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    Code. Games. Guitar.

    Jesus Christ.

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  1. Scope and the mundane are probably the biggest killers. IE: don't set out to make an MMO for your first game. Do some jams first, or weekend warrior projects. An artist once told me to put down a project and move onto another one when you get too close to it. Worrying about the little details to the point you don't make progress for a few days. Just switch to another part of it, or something different. If you stop making headway and progress, motivation plummets. Always move forward, if something is blocking you, work on something else that gives progress to re-ignite your motiv
  2. Seems Lua doesn't have a modulo operator prior to 5.1 (not sure what LE is at the moment). a % b == a - math.floor(a/b)*b You can also try math.mod or fmod. from: https://stackoverflow.com/questions/9695697/lua-replacement-for-the-operator
  3. If you guys are doing networking, I highly recommend at least going through gaffer's write ups. He did the Titanfall series networking, and some other AAA titles, I think. https://gafferongames.com/
  4. A function that expects a return value. so for example... main { var x = hello(); print(x); // outputs 1 } int hello() { return 1; }
  5. Well, substance is PBR and current Leadwerks isn't, so yeah, you'd have to adapt the mapping. For LE's stock shaders, anyhow. You could implement or find your own shaders though. Export the diffusals and merge them in your photo editor, then import them and make your own materials and normals in leadwerks? I know this works in 3dcoat, and the last trial version of SP I used it had an export layers to pshop option as well. I think the key is going to be which shaders you assign them in Leadwerks, you're probably just going to have use a more manual workflow with the materials.
  6. I'm not sure designing an API around how intellisense works makes any sense whatsoever. The engine is C++ and thus object oriented, there's no reason the scripting language for the engine shouldn't reflect that. I wouldn't go out of my way to obfuscate it. At the end of the day you can just provide both, if it really concerns you? Both of your examples are procedural anyway, one just uses methods/properties and the other has standalone functions, so you're basically talking a style thing -- which should strictly be up to programmer using it, I'd think. Ultimately you'd need to dec
  7. Nah, it had them. Poke, for example. It was hell to do, but it was possible. "Sprites" were just you changing pixel colors in batches/subroutines. If memory serves, that is. Good times.
  8. It's not more popular because people are sheep. They flock to "industry standards" whether those are even worthy of being standards or not. I used to work in middle ware and most people won't or can't make use of most features software packages are capable of putting out. They need waaaay less than what they chain themselves to. All the bells and whistles are just to get more people to use it, broader audience. Unity and UE4 are a terrible option for a majority of people who struggle to use them. Anyway, I don't like game makers. I'm not a child. I also hate bloat and feature creep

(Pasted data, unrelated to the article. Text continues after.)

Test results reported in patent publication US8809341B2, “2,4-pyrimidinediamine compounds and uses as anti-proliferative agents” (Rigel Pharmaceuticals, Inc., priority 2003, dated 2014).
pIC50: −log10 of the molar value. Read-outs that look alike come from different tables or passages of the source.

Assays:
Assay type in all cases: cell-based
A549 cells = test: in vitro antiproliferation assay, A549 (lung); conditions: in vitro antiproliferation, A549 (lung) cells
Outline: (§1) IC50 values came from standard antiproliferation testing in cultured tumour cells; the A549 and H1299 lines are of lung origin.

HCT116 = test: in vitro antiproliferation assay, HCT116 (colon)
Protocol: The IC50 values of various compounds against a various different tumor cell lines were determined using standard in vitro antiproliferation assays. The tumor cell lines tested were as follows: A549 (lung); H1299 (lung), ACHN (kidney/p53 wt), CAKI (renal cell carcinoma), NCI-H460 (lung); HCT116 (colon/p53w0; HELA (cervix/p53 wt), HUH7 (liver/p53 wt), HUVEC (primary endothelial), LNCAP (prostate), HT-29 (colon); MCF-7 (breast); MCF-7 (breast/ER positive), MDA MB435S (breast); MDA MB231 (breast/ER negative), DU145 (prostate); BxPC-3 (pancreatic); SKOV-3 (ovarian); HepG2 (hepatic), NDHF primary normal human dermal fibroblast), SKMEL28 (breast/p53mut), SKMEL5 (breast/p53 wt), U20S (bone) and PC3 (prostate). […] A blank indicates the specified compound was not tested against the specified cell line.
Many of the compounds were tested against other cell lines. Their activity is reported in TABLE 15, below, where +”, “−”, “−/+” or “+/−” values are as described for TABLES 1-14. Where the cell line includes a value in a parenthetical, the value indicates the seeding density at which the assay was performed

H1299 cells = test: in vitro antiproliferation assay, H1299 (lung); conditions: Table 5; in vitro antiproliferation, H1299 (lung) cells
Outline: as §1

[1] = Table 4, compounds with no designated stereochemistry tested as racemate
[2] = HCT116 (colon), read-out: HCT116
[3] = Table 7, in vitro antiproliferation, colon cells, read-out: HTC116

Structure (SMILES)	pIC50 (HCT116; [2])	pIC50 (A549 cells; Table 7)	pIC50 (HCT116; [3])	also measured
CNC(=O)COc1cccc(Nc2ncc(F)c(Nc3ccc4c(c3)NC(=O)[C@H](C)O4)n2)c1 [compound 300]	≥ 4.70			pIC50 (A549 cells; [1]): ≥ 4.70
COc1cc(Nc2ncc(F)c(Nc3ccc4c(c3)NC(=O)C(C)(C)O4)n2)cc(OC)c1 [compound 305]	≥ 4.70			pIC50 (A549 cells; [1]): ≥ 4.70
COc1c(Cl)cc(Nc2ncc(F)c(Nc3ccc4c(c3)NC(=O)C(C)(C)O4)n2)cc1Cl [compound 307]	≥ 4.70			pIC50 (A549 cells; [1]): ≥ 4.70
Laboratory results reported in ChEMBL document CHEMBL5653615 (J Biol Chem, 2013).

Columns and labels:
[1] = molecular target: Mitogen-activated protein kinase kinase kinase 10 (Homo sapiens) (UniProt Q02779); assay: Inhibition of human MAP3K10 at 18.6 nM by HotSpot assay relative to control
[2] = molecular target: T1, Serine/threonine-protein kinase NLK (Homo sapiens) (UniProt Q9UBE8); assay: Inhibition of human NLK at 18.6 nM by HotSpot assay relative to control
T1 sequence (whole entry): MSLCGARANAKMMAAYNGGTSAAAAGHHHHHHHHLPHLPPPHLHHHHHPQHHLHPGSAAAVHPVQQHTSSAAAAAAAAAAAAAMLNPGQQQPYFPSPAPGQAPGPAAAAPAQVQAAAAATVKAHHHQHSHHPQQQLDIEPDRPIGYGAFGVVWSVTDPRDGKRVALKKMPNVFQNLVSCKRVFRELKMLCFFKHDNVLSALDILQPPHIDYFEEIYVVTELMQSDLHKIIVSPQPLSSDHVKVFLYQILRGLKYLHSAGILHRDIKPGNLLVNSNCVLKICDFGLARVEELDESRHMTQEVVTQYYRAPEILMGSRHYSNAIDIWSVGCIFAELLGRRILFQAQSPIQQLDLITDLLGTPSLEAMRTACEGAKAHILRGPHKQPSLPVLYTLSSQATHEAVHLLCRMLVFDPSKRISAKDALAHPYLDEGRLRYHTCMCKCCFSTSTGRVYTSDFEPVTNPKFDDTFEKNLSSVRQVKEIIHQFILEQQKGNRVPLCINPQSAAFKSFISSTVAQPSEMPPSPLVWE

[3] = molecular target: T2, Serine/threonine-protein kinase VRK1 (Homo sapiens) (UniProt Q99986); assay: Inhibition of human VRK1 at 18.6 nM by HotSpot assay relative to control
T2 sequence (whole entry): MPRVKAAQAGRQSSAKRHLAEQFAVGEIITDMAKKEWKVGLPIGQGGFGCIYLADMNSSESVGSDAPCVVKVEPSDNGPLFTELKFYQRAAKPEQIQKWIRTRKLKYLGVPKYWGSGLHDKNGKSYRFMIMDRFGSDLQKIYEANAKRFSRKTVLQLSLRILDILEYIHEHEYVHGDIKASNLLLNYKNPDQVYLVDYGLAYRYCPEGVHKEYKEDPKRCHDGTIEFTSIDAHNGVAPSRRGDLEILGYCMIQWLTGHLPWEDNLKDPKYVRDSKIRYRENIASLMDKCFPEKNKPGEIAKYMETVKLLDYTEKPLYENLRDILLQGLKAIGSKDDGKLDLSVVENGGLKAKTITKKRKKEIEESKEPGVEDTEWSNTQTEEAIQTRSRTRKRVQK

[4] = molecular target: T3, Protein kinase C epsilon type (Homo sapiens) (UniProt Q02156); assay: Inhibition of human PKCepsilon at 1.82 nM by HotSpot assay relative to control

9. I got an NES when I was 6 for Christmas. I remember when I first played it I wondered how it worked, and wanted to make my own. I had a Commodore 64 growing up after that, where I made a bunch of mini games in the BASIC shell it had. I learned pascal in high school after that, and moved onto C and C++ in my own time. I did a few small contributions to ClanLib. I wrote a couple OpenGL ortho2d engines back in the day. I used to use python as a mockup language for prototyping ideas, since it translates well to C++. I was hired by Simutronics to work on HeroEngine/Hero's Journey, wh
  10. First, I'd like to say, I am not an artist. I'm a programmer who does art to get by ? One issue I struggle with is textures being seamless between separate "modular" dungeon pieces. This is like walls and such. The problem I'm having is with texture scaling when making my unwraps and using textures for the sub parts of the model. It's very hard to unwrap each modular set piece and then like, stencil in the textures, because they'll never line up; the scale in the uv could be off, etc. I ended up making basically making a small texture atlas because then my texel to unit ratio is
  11. I was bored. I wrote something in a few minutes. It's a mockup, I dunno? It works anyhow. I'm using EventEmitter I posted the other night in that other thread. https://gist.github.com/rioki/1290004d7505380f2b1d Or just ignore my ->on and ->emit stuff in the player class. It's just a callback function anyway. main loop: long currentTime; long dt; long lt; while (true) { if (window->Closed() || window->KeyDown(Leadwerks::Key::Escape)) return false; Leadwerks::Time::Update(); currentTime = Leadwerks::Time::GetCurrent(); dt = currentTime - lt; lt
  12. catch22

    GLTF Loader

    You've said crazier things?!
  13. Well, I cannot speak for him of course, but that was 2 years ago and still nothing. It seems people just measure it themselves. I'll be doing this soon myself since animation is my next milestone...... Not a big fan of lua for core stuff like player controlling, so yeah. If I write something of use before you have a solution, i will gladly share it.
  14. Note the comments: Josh says that's only a lua function.
  15. catch22

    GLTF Loader

    Wonder how long till someone YAMLs or BSONs it for file size? JSON is great, I work with it everyday, but it's it's a little heavy around the waist since it's notation/markup is a bit excessive. Being a Ctype struct expression, it moves between languages very easily as well. Now we should ditch lua and go javascript rite? hue
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